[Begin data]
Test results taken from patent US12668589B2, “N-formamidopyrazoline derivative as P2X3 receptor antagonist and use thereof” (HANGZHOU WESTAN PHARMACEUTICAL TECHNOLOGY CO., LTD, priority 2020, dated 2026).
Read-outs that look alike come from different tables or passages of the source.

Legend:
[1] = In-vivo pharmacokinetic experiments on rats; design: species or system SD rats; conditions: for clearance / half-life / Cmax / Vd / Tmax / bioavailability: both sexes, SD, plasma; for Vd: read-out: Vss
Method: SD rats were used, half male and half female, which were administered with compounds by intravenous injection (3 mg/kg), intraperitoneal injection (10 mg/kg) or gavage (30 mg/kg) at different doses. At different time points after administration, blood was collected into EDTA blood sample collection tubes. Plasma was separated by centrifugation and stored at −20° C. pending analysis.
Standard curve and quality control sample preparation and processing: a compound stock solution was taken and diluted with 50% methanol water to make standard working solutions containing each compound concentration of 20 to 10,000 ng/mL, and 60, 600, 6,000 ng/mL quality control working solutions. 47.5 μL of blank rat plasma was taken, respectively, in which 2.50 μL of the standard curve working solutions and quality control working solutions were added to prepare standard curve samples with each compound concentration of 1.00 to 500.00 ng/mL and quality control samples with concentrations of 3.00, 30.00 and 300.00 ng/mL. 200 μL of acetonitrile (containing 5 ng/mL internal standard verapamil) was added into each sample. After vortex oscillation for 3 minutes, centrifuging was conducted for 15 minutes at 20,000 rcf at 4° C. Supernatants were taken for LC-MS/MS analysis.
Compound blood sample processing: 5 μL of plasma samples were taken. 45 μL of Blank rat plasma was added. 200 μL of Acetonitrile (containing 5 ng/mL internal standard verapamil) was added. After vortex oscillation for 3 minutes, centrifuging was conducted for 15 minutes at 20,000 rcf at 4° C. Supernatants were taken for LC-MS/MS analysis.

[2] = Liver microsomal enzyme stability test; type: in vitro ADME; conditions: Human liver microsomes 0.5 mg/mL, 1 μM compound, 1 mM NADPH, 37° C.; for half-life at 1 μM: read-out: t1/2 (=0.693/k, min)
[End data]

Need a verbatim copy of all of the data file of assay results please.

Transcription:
Test results taken from patent US12668589B2, “N-formamidopyrazoline derivative as P2X3 receptor antagonist and use thereof” (HANGZHOU WESTAN PHARMACEUTICAL TECHNOLOGY CO., LTD, priority 2020, dated 2026).
Read-outs that look alike come from different tables or passages of the source.

Legend:
[1] = In-vivo pharmacokinetic experiments on rats; design: species or system SD rats; conditions: for clearance / half-life / Cmax / Vd / Tmax / bioavailability: both sexes, SD, plasma; for Vd: read-out: Vss
Method: SD rats were used, half male and half female, which were administered with compounds by intravenous injection (3 mg/kg), intraperitoneal injection (10 mg/kg) or gavage (30 mg/kg) at different doses. At different time points after administration, blood was collected into EDTA blood sample collection tubes. Plasma was separated by centrifugation and stored at −20° C. pending analysis.
Standard curve and quality control sample preparation and processing: a compound stock solution was taken and diluted with 50% methanol water to make standard working solutions containing each compound concentration of 20 to 10,000 ng/mL, and 60, 600, 6,000 ng/mL quality control working solutions. 47.5 μL of blank rat plasma was taken, respectively, in which 2.50 μL of the standard curve working solutions and quality control working solutions were added to prepare standard curve samples with each compound concentration of 1.00 to 500.00 ng/mL and quality control samples with concentrations of 3.00, 30.00 and 300.00 ng/mL. 200 μL of acetonitrile (containing 5 ng/mL internal standard verapamil) was added into each sample. After vortex oscillation for 3 minutes, centrifuging was conducted for 15 minutes at 20,000 rcf at 4° C. Supernatants were taken for LC-MS/MS analysis.
Compound blood sample processing: 5 μL of plasma samples were taken. 45 μL of Blank rat plasma was added. 200 μL of Acetonitrile (containing 5 ng/mL internal standard verapamil) was added. After vortex oscillation for 3 minutes, centrifuging was conducted for 15 minutes at 20,000 rcf at 4° C. Supernatants were taken for LC-MS/MS analysis.

[2] = Liver microsomal enzyme stability test; type: in vitro ADME; conditions: Human liver microsomes 0.5 mg/mL, 1 μM compound, 1 mM NADPH, 37° C.; for half-life at 1 μM: read-out: t1/2 (=0.693/k, min)